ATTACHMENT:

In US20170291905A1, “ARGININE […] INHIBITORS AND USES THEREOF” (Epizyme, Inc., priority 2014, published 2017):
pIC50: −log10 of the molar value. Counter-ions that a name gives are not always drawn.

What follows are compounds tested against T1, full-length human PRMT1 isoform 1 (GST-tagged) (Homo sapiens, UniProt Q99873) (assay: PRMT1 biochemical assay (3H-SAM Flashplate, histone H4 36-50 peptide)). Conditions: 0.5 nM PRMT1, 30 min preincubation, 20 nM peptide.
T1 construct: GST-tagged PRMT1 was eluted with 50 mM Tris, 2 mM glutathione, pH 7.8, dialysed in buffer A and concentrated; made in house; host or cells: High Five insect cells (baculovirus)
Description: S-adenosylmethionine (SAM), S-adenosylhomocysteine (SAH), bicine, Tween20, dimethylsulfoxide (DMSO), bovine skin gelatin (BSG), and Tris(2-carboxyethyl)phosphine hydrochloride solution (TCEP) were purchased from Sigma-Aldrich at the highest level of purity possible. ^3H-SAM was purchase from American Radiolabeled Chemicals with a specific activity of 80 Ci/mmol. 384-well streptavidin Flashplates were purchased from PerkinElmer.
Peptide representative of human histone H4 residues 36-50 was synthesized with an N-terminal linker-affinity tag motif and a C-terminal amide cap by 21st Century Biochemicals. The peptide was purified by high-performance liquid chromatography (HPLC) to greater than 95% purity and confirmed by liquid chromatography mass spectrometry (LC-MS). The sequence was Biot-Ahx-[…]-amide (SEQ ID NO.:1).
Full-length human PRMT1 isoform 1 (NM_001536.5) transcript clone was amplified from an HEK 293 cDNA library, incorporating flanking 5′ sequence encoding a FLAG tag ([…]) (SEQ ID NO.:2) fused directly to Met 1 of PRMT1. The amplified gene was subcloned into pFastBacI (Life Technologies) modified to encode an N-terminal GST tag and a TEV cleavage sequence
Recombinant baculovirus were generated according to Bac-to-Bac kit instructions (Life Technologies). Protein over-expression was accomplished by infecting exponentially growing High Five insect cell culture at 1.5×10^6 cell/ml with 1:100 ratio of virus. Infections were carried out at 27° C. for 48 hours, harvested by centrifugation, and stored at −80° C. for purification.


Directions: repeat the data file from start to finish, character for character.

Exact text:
In US20170291905A1, “ARGININE […] INHIBITORS AND USES THEREOF” (Epizyme, Inc., priority 2014, published 2017):
pIC50: −log10 of the molar value. Counter-ions that a name gives are not always drawn.

What follows are compounds tested against T1, full-length human PRMT1 isoform 1 (GST-tagged) (Homo sapiens, UniProt Q99873) (assay: PRMT1 biochemical assay (3H-SAM Flashplate, histone H4 36-50 peptide)). Conditions: 0.5 nM PRMT1, 30 min preincubation, 20 nM peptide.
T1 construct: GST-tagged PRMT1 was eluted with 50 mM Tris, 2 mM glutathione, pH 7.8, dialysed in buffer A and concentrated; made in house; host or cells: High Five insect cells (baculovirus)
Description: S-adenosylmethionine (SAM), S-adenosylhomocysteine (SAH), bicine, Tween20, dimethylsulfoxide (DMSO), bovine skin gelatin (BSG), and Tris(2-carboxyethyl)phosphine hydrochloride solution (TCEP) were purchased from Sigma-Aldrich at the highest level of purity possible. ^3H-SAM was purchase from American Radiolabeled Chemicals with a specific activity of 80 Ci/mmol. 384-well streptavidin Flashplates were purchased from PerkinElmer.
Peptide representative of human histone H4 residues 36-50 was synthesized with an N-terminal linker-affinity tag motif and a C-terminal amide cap by 21st Century Biochemicals. The peptide was purified by high-performance liquid chromatography (HPLC) to greater than 95% purity and confirmed by liquid chromatography mass spectrometry (LC-MS). The sequence was Biot-Ahx-[…]-amide (SEQ ID NO.:1).
Full-length human PRMT1 isoform 1 (NM_001536.5) transcript clone was amplified from an HEK 293 cDNA library, incorporating flanking 5′ sequence encoding a FLAG tag ([…]) (SEQ ID NO.:2) fused directly to Met 1 of PRMT1. The amplified gene was subcloned into pFastBacI (Life Technologies) modified to encode an N-terminal GST tag and a TEV cleavage sequence
Recombinant baculovirus were generated according to Bac-to-Bac kit instructions (Life Technologies). Protein over-expression was accomplished by infecting exponentially growing High Five insect cell culture at 1.5×10^6 cell/ml with 1:100 ratio of virus. Infections were carried out at 27° C. for 48 hours, harvested by centrifugation, and stored at −80° C. for purification.